Many people view online learning as a second choice, suitable only when face-to-face training is not possible. However, many ministries of foreign affairs are making strategic and intelligent use of online learning for diplomatic training: Canada, USA, the UK, and Mexico are among the larger ones, but the number also includes smaller states like Guyana, and Trinidad and Tobago. For some training needs, online learning may be the best option, offering real advantages.
Overcomes geographical challenges: Online learning allows diplomats geographically dispersed at missions all over the world, and in different time zones, to engage in learning, and to do so together with colleagues in different locations. In addition, diplomatic training academies normally have a limited resident faculty; senior officials and other experts can facilitate teaching and training activities via online learning regardless of their location, making better use of available expertise.
Optimises available time: The increasing pace of diplomatic work means reduced time for training, and makes it necessary to combine work and learning. Online learning supports this kind of flexibility, allowing diplomats to study whenever and wherever is most convenient for them, without taking time off work.
Capitalises on best learning methodologies: Online learning offers flexibility in selecting the most effective methodology for the type of learning objective. Technical matters, for example, can be covered through drill-type exercises (supported by multimedia). At the other end of the scale, where the learning objectives include analysis and application of knowledge (for example, learning how to plan and create a public diplomacy strategy), discussion, interactive and collaborative learning, and simulations support those objectives.
Optimises use of resources: Online learning can be cost-effective. Bringing together staff members spread around the world for classroom training can be very expensive, both in terms of travel costs, and the loss of productivity due to time off work. Electronic learning materials can also be quickly shared with learners all around the world (few or many), and easily updated to reflect latest developments.
Benefits the environment: By reducing the need for learners located in different places to travel in order to learn together, online learning reduces CO2 output.
Views from diplomats
At DiploFoundation (a training organisation which has offered online courses on diplomacy for the last 15 years) we recently interviewed alumni members about their experiences studying online, asking what were the key benefits for them. Here are a few excerpts:
Ms Setaita Tupua Kalou from the Ministry of Foreign Affairs and International Cooperation of Fiji enrolled in the online Master in Contemporary Diplomacy offered by Diplo and the University of Malta to meet her needs in terms of distance and flexible learning, content, availability to international students, and affordability. The online programme exceeded her expectations: I did not expect the coverage of some issues to have so much depth. The substantive course content at DiploFoundation was demystified on a number of levels by the lecturers so it was relatively easier for students to understand, yet at the same time, it pushed our traditional boundaries to expand our body of knowledge beyond our comfort zones. Read the full interview.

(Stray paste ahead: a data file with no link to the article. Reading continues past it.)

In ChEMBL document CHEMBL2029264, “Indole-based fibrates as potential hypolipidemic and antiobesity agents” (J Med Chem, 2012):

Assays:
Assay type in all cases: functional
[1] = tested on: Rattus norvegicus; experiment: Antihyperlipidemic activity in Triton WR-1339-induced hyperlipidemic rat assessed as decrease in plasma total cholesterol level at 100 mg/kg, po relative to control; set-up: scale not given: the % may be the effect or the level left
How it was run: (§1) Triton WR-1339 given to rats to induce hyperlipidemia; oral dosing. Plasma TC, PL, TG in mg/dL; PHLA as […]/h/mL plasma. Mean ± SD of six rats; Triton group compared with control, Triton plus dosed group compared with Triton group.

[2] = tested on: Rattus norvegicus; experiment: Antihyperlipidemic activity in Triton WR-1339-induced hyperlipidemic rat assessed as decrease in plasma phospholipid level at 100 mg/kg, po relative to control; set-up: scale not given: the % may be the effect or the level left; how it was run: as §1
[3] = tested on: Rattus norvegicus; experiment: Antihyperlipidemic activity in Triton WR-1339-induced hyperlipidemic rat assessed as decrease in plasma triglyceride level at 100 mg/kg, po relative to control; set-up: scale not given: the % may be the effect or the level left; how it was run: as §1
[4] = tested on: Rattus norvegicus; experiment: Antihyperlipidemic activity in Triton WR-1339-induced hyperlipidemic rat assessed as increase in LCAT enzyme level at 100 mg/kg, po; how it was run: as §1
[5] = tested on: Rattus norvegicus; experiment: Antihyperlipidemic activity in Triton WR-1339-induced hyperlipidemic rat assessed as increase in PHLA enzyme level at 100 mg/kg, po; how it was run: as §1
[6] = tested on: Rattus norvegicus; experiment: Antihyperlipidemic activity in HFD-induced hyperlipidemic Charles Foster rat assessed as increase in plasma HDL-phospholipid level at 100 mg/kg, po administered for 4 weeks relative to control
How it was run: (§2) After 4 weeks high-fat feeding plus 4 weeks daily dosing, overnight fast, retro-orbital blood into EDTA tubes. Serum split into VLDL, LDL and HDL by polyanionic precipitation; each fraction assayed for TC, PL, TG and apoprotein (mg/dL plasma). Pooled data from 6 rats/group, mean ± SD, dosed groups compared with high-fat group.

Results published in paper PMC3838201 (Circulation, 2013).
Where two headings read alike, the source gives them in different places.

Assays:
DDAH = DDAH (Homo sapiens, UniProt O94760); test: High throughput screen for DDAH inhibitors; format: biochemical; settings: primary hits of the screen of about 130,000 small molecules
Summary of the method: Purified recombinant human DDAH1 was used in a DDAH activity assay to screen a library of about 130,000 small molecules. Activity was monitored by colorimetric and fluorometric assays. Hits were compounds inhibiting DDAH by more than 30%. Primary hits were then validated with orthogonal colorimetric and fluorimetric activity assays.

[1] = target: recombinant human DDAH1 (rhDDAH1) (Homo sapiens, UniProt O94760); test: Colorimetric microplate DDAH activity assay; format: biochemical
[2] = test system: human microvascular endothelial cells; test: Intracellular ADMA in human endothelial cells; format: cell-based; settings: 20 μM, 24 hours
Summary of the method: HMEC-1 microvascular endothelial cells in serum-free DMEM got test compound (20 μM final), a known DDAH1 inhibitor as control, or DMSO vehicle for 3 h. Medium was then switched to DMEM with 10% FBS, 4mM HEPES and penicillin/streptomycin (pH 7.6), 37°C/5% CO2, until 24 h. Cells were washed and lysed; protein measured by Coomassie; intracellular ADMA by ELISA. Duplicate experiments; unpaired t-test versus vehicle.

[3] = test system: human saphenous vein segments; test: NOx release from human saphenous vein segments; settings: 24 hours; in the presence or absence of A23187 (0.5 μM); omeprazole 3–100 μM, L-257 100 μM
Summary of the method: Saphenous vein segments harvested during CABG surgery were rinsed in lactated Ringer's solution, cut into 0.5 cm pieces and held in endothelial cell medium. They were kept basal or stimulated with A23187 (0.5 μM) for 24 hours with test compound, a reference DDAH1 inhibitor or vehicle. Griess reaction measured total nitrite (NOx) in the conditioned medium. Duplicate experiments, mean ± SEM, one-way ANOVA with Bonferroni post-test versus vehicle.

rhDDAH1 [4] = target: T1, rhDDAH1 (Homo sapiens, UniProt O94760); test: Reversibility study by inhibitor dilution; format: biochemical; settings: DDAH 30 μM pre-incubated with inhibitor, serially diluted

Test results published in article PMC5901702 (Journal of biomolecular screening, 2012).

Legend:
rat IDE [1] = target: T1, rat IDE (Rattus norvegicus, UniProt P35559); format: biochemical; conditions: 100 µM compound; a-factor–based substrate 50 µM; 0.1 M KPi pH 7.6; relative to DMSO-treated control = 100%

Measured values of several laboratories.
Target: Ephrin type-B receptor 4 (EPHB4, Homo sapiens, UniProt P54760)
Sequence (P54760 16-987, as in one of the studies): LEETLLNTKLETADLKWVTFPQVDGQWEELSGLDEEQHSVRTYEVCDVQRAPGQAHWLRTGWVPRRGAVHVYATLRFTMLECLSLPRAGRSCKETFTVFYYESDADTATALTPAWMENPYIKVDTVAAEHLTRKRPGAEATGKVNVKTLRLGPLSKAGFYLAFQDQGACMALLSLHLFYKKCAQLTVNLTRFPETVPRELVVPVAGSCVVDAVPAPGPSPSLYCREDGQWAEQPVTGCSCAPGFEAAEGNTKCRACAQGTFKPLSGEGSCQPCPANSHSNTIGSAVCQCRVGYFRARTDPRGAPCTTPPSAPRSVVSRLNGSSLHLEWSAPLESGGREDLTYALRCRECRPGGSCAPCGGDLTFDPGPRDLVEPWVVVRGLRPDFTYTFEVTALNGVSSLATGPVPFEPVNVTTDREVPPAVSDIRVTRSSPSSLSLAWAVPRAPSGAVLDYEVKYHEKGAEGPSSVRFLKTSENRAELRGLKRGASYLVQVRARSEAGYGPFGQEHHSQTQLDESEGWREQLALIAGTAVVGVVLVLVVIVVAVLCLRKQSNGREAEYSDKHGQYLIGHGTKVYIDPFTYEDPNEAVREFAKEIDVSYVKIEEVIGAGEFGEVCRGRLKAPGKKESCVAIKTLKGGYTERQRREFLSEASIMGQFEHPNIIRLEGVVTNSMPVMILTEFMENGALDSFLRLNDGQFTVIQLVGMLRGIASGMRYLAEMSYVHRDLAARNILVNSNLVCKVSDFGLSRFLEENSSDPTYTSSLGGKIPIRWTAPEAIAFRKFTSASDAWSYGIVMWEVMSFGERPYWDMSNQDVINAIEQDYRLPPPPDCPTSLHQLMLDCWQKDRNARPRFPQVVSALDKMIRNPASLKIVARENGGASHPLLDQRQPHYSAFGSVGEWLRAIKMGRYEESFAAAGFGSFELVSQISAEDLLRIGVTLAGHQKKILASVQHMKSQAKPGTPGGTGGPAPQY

Mr Kevon Swift, business analyst at the Ministry of Science and Technology of Trinidad and Tobago, choose the new Internet Governance specialization within Diplo’s online Master in Contemporary Diplomacy. This option offered the ideal frame for what I would consider to be my disparate pieces of knowledge about the Internet. The wide variety of courses to choose from for the online learning sessions meant that I could tailor the programme to advance my Internet studies while honing my diplomatic skills to match. We asked Kevon if he missed the face-to-face interaction of a traditional classroom-based programme. He responded: The online learning sessions are tremendously interactive, so much so that the one-hour chat sessions seem to be too short at times. While the flexibility offered by the programme was one of the deciding factors for Kevon in choosing to join, he says: The most valuable aspect of the programme has been the sharing and networking opportunities, both at the workshop and during online sessions. Participants come from all around the world and with such a wide variety of backgrounds and experiences that the learning process becomes certainly enriched at the end of the day. Read the full interview.
DiploFoundation is a non-profit organisation based in Malta and Switzerland. Diplo works with a number of ministries of foreign affairs, providing online training to supplement their in-house training programmes. Diplo also offers a Master in Contemporary Diplomacy in collaboration with the University of Malta. For more information about DiploFoundation please see www.diplomacy.edu or write to email@example.com.